Hang in there! I really admire your strength : )

  3. Kim says:

    Thanks so much to both of you 🙂 It’s really great to have support from people that have *been there* and know exactly where I’m coming from. Yesterday was awful but I’m trying my best to hang in there! Thanks for your amazing support.

  4. edoutsider says:

    You seem a bit similar to me. I always got perfect grades and did pretty well with everything, especially swimming. So my parents came to expect that from me and encourage it, and if I didn’t live up to their expectations they would criticize me or ignore it. Some people get in trouble for fighting or partying all night – I’d get in trouble for being lazy at swim practice or getting a B on a test.

    Nobody in my family says “I love you” just for the heck of it. We aren’t very close or loving and don’t talk about feelings or anything much below the surface. 😦

    That’s too bad about your family, especially your sister. I don’t have a sister, but I’m sure there would be some tension and competition there if I did. It must be hard. 😦

    I’m glad you are fighting though! 🙂

  5. muchfruit says:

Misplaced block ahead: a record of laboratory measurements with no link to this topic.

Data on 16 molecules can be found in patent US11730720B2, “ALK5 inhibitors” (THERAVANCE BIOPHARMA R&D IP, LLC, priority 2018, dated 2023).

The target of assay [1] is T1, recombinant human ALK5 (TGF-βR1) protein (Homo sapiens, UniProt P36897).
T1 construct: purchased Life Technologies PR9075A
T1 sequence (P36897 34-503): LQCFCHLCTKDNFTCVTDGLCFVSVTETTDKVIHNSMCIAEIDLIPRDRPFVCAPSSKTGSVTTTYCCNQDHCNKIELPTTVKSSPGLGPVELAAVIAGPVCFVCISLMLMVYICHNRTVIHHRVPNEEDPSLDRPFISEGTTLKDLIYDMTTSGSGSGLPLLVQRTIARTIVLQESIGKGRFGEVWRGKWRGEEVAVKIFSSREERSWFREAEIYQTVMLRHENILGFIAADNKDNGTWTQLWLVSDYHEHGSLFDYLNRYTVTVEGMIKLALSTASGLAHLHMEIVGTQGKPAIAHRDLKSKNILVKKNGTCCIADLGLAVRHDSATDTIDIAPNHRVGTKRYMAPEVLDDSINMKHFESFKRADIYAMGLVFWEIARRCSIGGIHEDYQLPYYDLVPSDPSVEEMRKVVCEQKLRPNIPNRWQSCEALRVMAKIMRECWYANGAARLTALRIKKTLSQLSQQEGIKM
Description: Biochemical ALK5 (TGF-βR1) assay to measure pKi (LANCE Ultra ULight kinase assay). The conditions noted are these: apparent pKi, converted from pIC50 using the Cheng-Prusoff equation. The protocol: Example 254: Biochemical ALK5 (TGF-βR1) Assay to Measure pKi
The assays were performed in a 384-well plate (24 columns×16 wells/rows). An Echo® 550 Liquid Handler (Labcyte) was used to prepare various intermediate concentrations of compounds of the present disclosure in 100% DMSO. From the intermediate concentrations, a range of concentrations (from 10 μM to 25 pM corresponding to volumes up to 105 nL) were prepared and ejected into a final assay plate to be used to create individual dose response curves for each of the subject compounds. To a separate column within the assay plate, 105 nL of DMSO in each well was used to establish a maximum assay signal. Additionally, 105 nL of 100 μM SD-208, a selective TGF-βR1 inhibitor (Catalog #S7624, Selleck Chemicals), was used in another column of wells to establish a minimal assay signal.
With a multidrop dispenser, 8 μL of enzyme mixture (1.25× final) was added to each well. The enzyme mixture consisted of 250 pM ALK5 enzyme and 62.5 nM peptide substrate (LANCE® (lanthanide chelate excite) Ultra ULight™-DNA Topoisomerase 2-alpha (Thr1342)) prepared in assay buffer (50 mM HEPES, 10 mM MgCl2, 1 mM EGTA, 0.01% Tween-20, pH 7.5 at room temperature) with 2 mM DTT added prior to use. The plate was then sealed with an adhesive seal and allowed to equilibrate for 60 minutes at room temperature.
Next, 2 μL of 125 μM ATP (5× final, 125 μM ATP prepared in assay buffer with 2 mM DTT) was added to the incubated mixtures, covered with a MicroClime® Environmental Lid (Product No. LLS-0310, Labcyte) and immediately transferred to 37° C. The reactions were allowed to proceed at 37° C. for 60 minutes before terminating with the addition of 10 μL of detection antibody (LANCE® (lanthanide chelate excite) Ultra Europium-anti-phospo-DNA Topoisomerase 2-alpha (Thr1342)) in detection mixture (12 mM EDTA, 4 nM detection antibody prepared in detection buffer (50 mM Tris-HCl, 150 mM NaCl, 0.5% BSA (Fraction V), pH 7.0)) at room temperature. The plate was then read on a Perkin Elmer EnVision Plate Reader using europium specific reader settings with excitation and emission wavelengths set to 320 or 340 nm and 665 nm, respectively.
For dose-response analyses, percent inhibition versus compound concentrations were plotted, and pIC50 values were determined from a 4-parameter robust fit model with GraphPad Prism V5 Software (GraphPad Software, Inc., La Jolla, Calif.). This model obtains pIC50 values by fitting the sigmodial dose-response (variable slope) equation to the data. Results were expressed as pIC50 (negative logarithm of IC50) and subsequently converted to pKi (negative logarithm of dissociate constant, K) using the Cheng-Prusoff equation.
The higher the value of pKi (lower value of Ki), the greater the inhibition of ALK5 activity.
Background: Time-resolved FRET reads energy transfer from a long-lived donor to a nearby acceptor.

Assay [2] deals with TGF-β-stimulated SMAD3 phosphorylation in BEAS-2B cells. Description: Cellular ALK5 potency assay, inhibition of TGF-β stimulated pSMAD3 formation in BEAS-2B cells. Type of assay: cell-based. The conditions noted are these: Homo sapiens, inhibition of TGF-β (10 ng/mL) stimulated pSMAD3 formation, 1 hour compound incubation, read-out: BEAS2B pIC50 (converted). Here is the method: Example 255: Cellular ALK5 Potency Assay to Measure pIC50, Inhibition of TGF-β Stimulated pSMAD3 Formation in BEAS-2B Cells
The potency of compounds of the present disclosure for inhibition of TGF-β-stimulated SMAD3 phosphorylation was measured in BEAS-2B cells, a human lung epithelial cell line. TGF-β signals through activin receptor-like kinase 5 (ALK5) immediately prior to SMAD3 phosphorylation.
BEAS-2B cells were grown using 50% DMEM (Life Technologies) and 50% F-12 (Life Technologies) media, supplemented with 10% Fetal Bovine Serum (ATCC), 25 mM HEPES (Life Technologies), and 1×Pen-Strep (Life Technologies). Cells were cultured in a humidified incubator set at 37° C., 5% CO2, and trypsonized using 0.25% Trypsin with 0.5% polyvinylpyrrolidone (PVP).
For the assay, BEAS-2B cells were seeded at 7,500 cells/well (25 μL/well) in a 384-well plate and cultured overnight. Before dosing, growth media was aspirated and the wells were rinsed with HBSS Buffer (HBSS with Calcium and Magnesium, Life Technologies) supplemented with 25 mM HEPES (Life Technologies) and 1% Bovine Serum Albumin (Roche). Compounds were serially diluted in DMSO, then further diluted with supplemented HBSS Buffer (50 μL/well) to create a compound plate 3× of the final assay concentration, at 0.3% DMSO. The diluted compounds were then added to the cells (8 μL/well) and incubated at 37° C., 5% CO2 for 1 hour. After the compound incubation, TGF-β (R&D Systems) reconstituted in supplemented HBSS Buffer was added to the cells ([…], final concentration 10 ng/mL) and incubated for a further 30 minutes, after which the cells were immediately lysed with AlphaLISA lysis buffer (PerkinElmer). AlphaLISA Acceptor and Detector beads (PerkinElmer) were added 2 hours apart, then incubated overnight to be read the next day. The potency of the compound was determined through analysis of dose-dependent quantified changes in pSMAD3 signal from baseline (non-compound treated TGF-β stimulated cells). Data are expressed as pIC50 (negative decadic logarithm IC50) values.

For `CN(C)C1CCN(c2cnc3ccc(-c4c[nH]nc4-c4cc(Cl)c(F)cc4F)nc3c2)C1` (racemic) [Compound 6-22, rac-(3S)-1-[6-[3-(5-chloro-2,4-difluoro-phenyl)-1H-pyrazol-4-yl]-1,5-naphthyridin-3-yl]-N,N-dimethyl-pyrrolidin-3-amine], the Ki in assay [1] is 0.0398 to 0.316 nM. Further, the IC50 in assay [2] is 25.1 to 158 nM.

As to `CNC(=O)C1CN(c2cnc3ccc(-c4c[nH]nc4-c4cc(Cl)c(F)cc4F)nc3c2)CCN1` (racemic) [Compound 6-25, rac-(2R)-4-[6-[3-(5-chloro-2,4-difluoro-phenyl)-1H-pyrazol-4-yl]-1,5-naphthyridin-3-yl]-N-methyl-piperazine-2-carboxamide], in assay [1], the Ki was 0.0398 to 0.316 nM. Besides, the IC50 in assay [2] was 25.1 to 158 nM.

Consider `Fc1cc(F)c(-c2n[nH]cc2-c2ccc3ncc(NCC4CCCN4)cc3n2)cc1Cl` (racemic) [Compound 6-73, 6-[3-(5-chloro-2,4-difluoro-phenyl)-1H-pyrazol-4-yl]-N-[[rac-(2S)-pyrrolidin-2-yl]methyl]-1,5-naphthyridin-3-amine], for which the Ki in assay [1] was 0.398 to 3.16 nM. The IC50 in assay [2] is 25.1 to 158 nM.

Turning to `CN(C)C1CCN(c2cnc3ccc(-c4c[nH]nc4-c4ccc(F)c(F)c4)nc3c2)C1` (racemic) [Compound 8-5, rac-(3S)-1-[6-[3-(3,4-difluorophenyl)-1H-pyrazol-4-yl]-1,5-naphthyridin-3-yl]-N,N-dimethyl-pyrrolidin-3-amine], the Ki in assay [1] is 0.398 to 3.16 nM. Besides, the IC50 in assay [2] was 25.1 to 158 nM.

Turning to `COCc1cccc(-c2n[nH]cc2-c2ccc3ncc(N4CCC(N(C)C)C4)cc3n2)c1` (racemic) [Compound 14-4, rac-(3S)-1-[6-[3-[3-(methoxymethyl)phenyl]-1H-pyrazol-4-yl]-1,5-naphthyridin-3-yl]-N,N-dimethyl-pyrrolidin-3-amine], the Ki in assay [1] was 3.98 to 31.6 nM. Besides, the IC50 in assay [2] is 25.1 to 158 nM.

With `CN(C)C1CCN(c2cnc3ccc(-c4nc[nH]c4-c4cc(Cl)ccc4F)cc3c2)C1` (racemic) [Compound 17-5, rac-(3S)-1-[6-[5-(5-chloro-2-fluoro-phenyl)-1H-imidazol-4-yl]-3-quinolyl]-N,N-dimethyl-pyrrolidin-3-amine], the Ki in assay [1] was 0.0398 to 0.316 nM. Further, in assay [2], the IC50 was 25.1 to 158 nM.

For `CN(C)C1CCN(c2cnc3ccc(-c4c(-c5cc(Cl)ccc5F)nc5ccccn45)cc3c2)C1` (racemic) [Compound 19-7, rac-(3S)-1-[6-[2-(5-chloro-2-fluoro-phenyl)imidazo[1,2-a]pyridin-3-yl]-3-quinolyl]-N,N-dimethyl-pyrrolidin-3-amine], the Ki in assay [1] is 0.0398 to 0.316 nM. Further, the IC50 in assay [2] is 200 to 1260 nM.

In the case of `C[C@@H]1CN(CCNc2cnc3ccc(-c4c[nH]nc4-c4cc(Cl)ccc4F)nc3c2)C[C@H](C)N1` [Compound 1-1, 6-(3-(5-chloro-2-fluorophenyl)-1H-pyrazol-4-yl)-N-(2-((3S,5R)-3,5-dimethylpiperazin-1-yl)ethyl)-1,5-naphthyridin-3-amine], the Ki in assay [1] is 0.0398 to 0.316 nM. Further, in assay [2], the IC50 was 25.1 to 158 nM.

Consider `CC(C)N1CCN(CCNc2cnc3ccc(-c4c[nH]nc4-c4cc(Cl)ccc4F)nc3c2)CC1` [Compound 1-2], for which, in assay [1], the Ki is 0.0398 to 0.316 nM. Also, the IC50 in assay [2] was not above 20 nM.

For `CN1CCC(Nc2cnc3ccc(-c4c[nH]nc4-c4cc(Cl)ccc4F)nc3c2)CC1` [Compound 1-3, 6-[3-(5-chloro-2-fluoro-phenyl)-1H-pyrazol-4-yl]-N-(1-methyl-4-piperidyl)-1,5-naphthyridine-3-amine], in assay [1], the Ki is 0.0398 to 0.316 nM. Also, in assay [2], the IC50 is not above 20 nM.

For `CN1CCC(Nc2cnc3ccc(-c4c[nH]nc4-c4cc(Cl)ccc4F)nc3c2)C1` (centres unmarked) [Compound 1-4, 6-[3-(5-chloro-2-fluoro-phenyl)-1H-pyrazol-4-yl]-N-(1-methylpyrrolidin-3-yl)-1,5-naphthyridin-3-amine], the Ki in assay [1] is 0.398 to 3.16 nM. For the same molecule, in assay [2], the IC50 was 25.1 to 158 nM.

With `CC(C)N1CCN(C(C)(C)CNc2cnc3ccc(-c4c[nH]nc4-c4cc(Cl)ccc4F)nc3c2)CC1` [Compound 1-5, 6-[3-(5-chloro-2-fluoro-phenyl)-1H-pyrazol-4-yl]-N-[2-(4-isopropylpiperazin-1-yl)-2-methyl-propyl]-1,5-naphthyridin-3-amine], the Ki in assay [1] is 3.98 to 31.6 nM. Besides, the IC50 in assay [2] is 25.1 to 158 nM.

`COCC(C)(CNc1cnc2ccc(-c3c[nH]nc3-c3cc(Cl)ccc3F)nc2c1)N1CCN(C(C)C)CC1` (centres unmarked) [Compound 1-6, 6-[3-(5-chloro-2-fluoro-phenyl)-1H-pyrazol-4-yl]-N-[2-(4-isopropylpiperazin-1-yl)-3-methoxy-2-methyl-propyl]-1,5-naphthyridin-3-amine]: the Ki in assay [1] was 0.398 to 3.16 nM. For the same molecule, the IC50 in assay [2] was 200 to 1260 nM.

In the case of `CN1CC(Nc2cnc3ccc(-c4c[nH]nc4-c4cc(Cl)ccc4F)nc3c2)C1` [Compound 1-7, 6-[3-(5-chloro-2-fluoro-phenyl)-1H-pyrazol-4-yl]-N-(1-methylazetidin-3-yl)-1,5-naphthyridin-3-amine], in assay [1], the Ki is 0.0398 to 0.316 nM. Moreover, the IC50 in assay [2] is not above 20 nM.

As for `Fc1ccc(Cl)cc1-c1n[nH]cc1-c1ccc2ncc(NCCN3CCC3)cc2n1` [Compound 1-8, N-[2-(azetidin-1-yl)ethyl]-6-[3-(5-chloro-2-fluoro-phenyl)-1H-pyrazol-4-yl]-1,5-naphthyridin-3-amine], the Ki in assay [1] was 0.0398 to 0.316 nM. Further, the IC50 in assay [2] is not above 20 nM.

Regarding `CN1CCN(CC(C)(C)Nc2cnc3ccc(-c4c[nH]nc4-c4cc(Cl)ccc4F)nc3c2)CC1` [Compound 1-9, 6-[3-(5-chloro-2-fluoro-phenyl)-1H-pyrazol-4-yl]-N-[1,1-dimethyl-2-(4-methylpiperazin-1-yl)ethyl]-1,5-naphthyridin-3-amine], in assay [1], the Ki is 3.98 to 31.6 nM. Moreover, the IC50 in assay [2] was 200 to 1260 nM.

You have both a sadness and an opportunity here. The sadness is that everyone’s family SHOULD be supportive, and yours doesn’t know how to be (and it sounds like they can be detrimental.) The opportunity is that you have the chance to do this on your own terms and in the process, to learn self-reliance, to learn to trust yourself, and to learn how to build a social network that can help you. It sounds like you are doing that beautifully. I know it’s not your first choice, but what I’ve gleaned from my own struggle with an unsupportive family is that I KNOW I can move from one place to another and do fine on my own. I am confident in my ability to reach out to others when I need it, and to be able to tell them how I need them to help because I have HAD to be. I am not used to being babysat (“Sarah, did you eat?”) and ultimately, I think this has helped me sustain my recovery because I’m used to motivating myself to practice health instead of relying on someone else to do it for me. I say this not to minimize what you’re going through–just to help you reframe it a little so you can keep going. Like the other commenters said, good for you for fighting!!! Unfortunately, it has to be realllly hard before it gets easy.